Release Date: 2008-05-15
Original Link: http://presszoom.com/story_145138.html
NEWARK – A Florida man was sentenced today to nine years in federal prison for his role in a scheme to defraud dozens of investors of a private company of more than $5 million, U.S. Attorney Christopher J. Christie announced. U.S. District Judge Peter G. Sheridan also ordered Guy E. Urciuoli, 41, of Wilton Manors, Fla., to pay $4.163 million in restitution to his victims.
(PressZoom.com) - NEWARK – A Florida man was sentenced today to nine years in federal prison for his role in a scheme to defraud dozens of investors of a private company of more than $5 million, U.S. Attorney Christopher J. Christie announced.
U.S. District Judge Peter G. Sheridan also ordered Guy E. Urciuoli, 41, of Wilton Manors, Fla., to pay $4.163 million in restitution to his victims.
“Urciuoli betrayed the trust of his investors and caused devastating financial ruin for many victims,” said Christie. “The long prison sentence serves as a reminder that this office, along with our law enforcement partners, is very serious about charging and removing from society those that cheat and bilk others out of their life savings.”
After a two-week trial in January, the jury convicted Urciouli on all counts of a six-count Indictment, which charged five counts of wire fraud and one count of obstruction of justice. The criminal convictions relate to Urciuoli’s solicitation of investors to purchase shares of stock of InsPara Networking Technologies, Inc., a privately-owned business information technologies firm based in Cranford, N.J., with seven affiliated offices throughout the United States, as well as a location in London.
Urciuoli, the V.P. of Finance and member of the company’s board of directors, through phone contact and written material, solicited more than 40 individuals who each invested between $25,000 and $1 million. Urciuoli solicited investors to purchase shares of InsPara stock, ranging between 75 cents to $2 per share, with the stated goal of making the company attractive for a lucrative public offering or merger.
The victim-investors were located across the country, including New Jersey, New York, Florida, Colorado, Tennessee, Illinois, California and Nevada, according to Assistant U.S. Attorneys Robert Kirsch and Craig Carpenito, who tried the case for the government.
In total, Urciuoli solicited approximately $5.3 million from investors from which he siphoned approximately $1.3 million through a series of five shell companies he controlled.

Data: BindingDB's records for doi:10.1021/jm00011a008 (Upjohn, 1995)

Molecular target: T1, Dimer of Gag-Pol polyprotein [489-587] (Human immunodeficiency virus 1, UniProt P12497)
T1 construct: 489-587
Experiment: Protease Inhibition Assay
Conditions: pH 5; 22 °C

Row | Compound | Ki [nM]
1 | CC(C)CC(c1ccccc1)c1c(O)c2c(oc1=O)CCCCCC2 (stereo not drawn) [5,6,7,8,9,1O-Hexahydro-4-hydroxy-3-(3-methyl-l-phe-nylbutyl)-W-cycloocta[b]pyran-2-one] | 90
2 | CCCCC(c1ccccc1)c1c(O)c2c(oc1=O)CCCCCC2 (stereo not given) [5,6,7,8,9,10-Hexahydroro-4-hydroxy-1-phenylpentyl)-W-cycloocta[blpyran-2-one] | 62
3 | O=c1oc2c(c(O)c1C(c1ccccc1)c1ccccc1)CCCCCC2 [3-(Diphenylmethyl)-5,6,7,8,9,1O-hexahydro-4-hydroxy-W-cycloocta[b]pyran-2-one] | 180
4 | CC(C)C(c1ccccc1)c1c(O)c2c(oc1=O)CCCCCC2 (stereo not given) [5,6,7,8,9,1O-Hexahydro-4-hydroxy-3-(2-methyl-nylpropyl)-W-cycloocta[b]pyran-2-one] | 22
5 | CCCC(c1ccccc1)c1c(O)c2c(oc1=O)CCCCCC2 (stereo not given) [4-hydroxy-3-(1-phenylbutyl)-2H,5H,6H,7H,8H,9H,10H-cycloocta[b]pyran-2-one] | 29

Trial testimony proved that Urciuoli lied and misled investors about his sales commissions, which totaled approximately 25 percent of the investors’ money, as well as him being InsPara’s largest shareholder holding 3.5 million shares of company stock.
In addition, to bolster his credentials to investors, Urciuoli falsely claimed to be a licensed securities broker, and to gain their confidence, falsely claimed that he invested up to $1 million of his own money in the Company. In convicting Urciuoli, the jury found that the defendant did not pay anything for his shares, but rather received the shares as part of his compensation package for recruiting investors.
In addition, the jury found that Urciuoli obstructed justice by duping some investor-victims to sign false and misleading “disclosure statements” in an effort to conceal his wrongdoing, which he then presented to the FBI pursuant to a grand jury subpoena.
In mid-November 2006, Kevin Holt, 54, of Cranford, N.J., InsPara’s former chief executive officer and chairman of the board of directors, and Robert Henches, 61, of Montville, N.J., the former chief operation officer and director, each pleaded guilty before Judge Sheridan to separate one-count Informations that charged them with conspiracy to commit mail and wire fraud. Neither were called to testify at Urciuoli’s trial, and their sentencings are scheduled for June 2008.
In determining the sentence, Judge Sheridan consulted the advisory U.S. Sentencing Guidelines, which provide appropriate sentencing ranges that take into account the severity and characteristics of the offense, the defendant's criminal history, if any, and other factors. The judge, however, was not bound by those guidelines in determining a sentence.
Parole has been abolished in the federal system. Defendants who are given custodial terms must serve nearly all that time.
Christie credited Special Agents of the FBI, under the direction of Special Agent in Charge Weysan Dun, in Newark; and U.S. Postal Inspectors, under the direction of Postal Inspector In Charge David L. Collins.
Defense Counsel: David Feingold, Esq., Palm Beach Gardens, Fla.
Assistant U.S. Attorney
ROBERT A. KIRSCH